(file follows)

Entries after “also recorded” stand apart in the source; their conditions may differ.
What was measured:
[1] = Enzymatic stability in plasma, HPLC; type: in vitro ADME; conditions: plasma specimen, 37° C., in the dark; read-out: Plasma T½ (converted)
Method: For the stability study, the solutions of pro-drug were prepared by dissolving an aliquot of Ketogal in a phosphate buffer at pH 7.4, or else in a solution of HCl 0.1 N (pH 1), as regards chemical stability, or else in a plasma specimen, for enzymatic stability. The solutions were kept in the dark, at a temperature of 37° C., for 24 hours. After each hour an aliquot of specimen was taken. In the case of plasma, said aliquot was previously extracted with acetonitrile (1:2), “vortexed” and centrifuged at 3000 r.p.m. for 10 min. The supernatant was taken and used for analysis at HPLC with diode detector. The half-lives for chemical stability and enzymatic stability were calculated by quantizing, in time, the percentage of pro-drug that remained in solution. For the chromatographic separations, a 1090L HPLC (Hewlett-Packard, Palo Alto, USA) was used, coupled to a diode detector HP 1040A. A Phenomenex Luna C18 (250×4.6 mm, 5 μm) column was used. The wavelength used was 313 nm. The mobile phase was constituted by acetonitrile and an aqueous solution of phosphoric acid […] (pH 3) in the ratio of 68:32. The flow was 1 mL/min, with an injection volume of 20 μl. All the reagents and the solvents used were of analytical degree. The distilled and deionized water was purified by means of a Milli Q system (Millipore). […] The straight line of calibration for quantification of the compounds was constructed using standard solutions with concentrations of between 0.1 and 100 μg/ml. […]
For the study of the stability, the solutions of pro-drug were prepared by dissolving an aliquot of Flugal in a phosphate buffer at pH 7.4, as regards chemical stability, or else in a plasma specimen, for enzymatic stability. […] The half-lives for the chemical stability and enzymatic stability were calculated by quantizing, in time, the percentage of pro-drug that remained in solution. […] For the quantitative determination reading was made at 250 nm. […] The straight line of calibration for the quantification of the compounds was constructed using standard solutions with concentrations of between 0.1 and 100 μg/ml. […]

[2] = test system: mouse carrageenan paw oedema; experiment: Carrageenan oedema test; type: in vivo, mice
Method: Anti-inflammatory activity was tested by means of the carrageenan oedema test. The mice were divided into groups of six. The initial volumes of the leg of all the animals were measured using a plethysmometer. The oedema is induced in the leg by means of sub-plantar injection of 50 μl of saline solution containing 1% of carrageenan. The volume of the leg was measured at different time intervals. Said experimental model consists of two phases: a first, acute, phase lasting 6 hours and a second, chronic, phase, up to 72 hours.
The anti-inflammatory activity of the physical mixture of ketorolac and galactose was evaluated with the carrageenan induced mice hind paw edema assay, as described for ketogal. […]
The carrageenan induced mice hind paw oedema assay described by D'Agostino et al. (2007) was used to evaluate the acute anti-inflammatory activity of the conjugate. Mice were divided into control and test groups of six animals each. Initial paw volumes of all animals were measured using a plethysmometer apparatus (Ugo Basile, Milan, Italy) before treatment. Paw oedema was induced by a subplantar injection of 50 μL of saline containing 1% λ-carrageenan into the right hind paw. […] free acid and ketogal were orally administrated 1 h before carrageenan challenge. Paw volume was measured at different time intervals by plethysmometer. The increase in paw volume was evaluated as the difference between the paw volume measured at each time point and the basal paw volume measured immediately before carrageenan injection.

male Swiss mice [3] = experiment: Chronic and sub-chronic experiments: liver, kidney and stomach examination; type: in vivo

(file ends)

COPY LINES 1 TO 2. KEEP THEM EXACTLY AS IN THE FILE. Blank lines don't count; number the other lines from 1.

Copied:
Entries after “also recorded” stand apart in the source; their conditions may differ.
What was measured: